Muslims in France and Italy congregated at Mass on Sunday, a gesture of interfaith solidarity following a string of violent attacks that threatens to deepen the religious rift across Europe. From only a few miles from where 85-year-old Reverend Jacques Hamel was brutally murdered, Tuesday by two fanatics, to Paris’ iconic Notre Dame, where the rector of the Mosque of Paris invoked a papal benediction in Latin, many churchgoers were cheered by the gesture of Muslims who joined them to express unity with the slain. ISIS claimed responsibility for the attack on the elderly Reverend that has created fear among churchgoers in France and the UK.

Amidst the xenophobia against the Syrian refugees in particular, similar scenes were witnessed in Italy, where the head of Italy’s Union of Islamic communities, Izzedin Elzir, called on his colleagues to “take this historic moment to transform tragedy into a moment of dialogue.” Imams also attended Mass at the St Maria Church in Rome’s Trastevere neighbourhood, donning their traditional dress as they entered the sanctuary and sat down in the front row. Such gestures are not only important but sadly have become necessary to ensure that Muslims are not targeted due to the actions of a few terrorists who continue to malign our peaceful religion.

Pope Francis has played an instrumental role in encouraging this interfaith harmony by setting a remarkable example himself. He addressed reporters from his trip to Poland where he made a historic visit Friday to Auschwitz-Birkenau, the former German Nazi concentration camp in Poland, to pay tribute to the more than 1 million people, mostly Jews, who lost their lives there in the Holocaust. He said, “The world is at war, but it is not a war of religions… a war of interests, for money, resources.” Most importantly he maintained “I think it is not right to identify Islam with terrorism” and “If I speak of Islamic violence, I have to speak of Catholic violence. Not all Muslims are violent.”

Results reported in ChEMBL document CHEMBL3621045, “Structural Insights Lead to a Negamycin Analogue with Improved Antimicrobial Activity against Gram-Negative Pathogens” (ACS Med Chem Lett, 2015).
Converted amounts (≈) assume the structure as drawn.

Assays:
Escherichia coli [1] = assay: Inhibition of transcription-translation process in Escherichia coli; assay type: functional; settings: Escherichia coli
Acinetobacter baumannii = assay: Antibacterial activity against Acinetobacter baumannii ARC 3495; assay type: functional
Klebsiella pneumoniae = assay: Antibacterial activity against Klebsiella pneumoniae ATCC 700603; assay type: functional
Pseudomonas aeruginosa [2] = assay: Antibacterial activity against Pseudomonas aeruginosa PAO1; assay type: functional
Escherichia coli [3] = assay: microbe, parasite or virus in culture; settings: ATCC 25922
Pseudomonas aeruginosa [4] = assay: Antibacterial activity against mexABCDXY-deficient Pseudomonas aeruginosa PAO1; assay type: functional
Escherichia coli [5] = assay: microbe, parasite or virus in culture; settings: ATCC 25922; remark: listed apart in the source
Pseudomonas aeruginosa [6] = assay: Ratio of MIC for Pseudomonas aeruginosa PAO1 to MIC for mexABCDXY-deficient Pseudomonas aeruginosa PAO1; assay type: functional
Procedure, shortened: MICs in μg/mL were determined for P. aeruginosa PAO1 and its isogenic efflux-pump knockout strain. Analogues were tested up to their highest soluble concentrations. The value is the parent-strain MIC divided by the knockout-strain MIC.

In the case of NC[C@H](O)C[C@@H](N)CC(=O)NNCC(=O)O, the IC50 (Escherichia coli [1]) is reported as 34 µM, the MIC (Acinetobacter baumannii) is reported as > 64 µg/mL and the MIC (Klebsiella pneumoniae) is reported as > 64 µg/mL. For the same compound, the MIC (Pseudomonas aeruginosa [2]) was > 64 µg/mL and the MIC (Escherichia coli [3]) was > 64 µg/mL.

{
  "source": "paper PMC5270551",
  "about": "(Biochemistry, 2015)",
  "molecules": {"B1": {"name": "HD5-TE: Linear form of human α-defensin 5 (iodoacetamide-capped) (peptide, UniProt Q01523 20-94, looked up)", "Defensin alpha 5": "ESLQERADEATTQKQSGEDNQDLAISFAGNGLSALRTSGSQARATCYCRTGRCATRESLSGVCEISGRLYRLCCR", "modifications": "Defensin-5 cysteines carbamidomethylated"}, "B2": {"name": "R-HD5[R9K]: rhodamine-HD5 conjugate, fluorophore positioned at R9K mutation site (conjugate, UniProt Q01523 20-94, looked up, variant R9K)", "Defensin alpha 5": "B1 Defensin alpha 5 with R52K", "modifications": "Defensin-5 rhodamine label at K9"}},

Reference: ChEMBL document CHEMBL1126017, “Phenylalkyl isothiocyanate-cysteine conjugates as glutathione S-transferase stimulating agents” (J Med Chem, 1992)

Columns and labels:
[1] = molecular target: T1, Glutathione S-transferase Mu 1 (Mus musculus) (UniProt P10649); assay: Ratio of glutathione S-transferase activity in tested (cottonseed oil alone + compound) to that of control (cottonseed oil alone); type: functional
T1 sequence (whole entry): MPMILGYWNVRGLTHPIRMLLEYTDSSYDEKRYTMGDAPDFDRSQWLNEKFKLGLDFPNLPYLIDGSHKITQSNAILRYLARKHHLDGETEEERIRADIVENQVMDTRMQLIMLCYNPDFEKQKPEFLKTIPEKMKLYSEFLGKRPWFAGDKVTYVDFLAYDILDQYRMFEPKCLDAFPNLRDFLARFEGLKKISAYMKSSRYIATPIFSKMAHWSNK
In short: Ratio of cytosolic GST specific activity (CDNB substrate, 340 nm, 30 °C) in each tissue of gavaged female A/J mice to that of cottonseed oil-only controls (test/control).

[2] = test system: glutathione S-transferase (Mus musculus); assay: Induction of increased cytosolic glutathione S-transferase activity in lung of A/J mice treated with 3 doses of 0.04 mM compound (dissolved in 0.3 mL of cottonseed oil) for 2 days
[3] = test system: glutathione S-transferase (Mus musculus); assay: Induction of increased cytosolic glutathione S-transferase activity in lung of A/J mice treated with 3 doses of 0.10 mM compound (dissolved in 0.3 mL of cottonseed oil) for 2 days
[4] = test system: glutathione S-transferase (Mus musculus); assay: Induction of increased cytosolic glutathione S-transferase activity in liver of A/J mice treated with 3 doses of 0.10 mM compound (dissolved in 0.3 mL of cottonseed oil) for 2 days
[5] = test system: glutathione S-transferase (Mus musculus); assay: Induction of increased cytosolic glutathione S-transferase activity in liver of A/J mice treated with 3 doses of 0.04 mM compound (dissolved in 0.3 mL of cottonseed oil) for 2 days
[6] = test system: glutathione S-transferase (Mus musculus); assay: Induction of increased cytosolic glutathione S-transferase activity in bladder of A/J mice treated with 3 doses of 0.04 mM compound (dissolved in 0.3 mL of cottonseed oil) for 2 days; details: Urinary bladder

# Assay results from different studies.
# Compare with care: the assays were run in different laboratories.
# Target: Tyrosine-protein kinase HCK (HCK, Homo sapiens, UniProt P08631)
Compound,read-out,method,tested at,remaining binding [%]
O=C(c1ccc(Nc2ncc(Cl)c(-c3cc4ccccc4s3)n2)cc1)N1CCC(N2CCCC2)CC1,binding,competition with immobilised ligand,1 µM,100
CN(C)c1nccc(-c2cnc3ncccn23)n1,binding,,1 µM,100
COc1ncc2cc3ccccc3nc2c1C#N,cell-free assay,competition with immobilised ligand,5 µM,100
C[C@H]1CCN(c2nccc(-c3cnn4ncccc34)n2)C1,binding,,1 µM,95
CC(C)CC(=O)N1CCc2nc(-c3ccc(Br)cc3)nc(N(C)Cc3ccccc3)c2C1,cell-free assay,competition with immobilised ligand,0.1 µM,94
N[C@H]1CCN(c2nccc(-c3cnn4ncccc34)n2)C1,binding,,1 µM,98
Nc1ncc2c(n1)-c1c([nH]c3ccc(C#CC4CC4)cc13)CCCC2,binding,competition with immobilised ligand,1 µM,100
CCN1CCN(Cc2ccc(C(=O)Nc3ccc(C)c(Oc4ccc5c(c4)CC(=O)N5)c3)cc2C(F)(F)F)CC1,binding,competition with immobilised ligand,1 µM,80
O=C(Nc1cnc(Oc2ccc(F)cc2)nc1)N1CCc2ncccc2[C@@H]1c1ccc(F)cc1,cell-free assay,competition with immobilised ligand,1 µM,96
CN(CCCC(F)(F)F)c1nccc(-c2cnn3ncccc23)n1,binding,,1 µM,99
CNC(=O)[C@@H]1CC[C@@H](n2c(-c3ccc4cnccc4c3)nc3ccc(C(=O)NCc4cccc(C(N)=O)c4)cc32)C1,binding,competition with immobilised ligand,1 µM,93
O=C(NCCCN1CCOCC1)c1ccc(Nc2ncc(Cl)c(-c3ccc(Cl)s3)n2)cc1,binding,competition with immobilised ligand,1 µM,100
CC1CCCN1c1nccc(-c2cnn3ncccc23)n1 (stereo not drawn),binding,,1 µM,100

German Chancellor Angela Merkel has refused to back down from an open-door refugee policy that has attracted fierce criticism following recent assaults in the country. Such voices of reason and those of peace are most welcome in the dissonance and violence that the world is witnessing today. If it weren’t for people like Pope Francis and Merkel, the refugees would be suffering a lot more than they are right now. Considering ISIS has destroyed their life, their homes and families, it is ironic that they are unable to escape the accusations of being a part of the very violence they escaped from.